DOI: 10.7717/peerj.8336/supp-2

Maximum likelihood phylogeny of the “Toti-Chryso” clade

Each phylogeny provided in this and the other supplementary figures is based on the analysis of the viral RdRP domain. The names of the viruses are marked with different colours based on their host taxonomy; springtails (Collembola) are red, Diplura are violet, Monocondylia are green, and Zygentoma are blue. The star symbol denotes host taxa that contain endogenous virus copies (EVEs). The best fit model of amino acid substitution for this data set was determined as Blosum62+I+G4 according to the Bayesian information criterion. Most sequences were obtained from the GenBank; species names and accession numbers are included. Sequences from the Shi et al. (2016) have the same unique accession numbers as in the original publication. The best fit model of amino acid substitution for this data set was determined as PMB+I+G4 according to the Bayesian information criterion.

DOI: 10.7717/peerj.8336/supp-3

Maximum likelihood phylogeny of the “Mono-Chu” clade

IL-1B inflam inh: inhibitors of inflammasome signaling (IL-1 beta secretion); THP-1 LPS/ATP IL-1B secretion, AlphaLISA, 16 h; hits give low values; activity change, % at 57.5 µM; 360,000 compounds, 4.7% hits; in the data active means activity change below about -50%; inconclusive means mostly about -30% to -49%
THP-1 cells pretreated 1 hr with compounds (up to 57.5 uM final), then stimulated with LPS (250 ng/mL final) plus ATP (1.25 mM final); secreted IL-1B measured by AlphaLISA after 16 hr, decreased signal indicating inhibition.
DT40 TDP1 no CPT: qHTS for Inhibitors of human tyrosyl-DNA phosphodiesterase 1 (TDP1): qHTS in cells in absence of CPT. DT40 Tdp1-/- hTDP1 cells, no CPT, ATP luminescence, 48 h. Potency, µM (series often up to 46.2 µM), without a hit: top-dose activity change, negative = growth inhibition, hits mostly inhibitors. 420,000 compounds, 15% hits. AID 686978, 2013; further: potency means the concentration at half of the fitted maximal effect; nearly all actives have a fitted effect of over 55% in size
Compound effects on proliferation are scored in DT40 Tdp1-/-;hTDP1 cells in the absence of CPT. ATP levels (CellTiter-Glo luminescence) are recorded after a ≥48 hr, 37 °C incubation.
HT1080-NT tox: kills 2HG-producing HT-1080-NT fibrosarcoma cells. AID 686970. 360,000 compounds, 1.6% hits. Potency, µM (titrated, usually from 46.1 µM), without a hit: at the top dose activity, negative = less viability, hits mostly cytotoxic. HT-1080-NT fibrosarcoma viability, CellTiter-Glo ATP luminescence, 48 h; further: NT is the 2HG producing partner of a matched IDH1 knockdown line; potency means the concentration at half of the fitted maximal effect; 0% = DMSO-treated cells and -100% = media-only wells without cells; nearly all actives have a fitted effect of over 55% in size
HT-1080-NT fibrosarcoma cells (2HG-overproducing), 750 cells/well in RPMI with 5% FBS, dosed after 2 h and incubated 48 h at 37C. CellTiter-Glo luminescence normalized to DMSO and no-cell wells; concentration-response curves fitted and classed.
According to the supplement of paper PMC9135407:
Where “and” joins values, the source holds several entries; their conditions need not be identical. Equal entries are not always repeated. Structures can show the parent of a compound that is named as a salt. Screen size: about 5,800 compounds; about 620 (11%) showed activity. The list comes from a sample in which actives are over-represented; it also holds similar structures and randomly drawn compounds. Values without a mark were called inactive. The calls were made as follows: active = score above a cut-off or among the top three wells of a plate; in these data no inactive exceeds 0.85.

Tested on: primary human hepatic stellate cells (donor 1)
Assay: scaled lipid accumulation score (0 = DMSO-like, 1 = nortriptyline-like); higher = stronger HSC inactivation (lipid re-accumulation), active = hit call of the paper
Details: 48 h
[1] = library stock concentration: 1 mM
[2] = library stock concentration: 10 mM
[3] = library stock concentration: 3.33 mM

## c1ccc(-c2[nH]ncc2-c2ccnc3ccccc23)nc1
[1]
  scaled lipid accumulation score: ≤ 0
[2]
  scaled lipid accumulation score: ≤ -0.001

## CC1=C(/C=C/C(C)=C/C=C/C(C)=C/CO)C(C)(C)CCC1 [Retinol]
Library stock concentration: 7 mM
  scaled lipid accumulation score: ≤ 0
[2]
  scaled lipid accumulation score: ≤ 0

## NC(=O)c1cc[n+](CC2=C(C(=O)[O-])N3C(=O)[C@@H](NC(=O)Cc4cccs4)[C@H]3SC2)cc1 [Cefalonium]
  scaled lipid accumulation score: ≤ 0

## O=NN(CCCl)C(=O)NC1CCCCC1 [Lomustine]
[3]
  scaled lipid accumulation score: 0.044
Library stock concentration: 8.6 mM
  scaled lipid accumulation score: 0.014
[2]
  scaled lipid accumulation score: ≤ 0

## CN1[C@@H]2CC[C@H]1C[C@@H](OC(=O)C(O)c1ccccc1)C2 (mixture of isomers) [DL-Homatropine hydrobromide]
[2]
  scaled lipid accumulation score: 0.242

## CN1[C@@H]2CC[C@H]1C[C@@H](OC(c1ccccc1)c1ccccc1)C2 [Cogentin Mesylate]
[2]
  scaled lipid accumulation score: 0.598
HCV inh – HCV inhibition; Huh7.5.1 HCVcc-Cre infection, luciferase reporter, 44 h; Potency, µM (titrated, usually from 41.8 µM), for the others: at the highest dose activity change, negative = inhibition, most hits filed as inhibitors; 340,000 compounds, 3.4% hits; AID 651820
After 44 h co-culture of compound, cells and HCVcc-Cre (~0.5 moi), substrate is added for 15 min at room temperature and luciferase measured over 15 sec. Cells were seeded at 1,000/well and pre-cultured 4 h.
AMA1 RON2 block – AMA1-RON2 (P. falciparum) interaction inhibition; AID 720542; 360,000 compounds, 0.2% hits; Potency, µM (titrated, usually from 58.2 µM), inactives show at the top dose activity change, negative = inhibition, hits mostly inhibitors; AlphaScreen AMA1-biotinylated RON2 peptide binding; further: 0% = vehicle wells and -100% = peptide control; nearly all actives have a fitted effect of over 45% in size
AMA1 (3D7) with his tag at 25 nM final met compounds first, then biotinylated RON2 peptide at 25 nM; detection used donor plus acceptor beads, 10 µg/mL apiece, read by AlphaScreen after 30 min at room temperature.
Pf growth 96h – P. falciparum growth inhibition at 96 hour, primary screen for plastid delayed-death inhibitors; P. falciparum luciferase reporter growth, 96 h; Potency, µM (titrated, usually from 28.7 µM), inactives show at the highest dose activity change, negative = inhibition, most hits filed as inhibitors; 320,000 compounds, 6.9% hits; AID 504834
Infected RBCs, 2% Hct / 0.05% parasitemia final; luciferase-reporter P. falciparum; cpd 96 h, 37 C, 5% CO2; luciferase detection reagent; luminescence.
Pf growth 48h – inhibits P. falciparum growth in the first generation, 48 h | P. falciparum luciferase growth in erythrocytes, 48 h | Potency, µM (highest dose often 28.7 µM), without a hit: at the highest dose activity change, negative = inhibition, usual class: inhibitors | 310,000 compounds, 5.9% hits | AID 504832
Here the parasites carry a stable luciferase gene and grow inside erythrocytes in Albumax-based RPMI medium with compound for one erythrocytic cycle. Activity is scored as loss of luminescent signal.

Each phylogeny provided in this and the other supplementary figures is based on the analysis of the viral RdRP domain. The names of the viruses are marked with different colours based on their host taxonomy; springtails (Collembola) are red, Diplura are violet, Monocondylia are green, and Zygentoma are blue. The star symbol denotes host taxa that contain endogenous virus copies (EVEs). The best fit model of amino acid substitution for this data set was determined as Blosum62+I+G4 according to the Bayesian information criterion. Most sequences were obtained from the GenBank; species names and accession numbers are included. Sequences from the Shi et al. (2016) have the same unique accession numbers as in the original publication. The best fit model of amino acid substitution for this data set was determined as LG+I+G4 according to the Bayesian information criterion.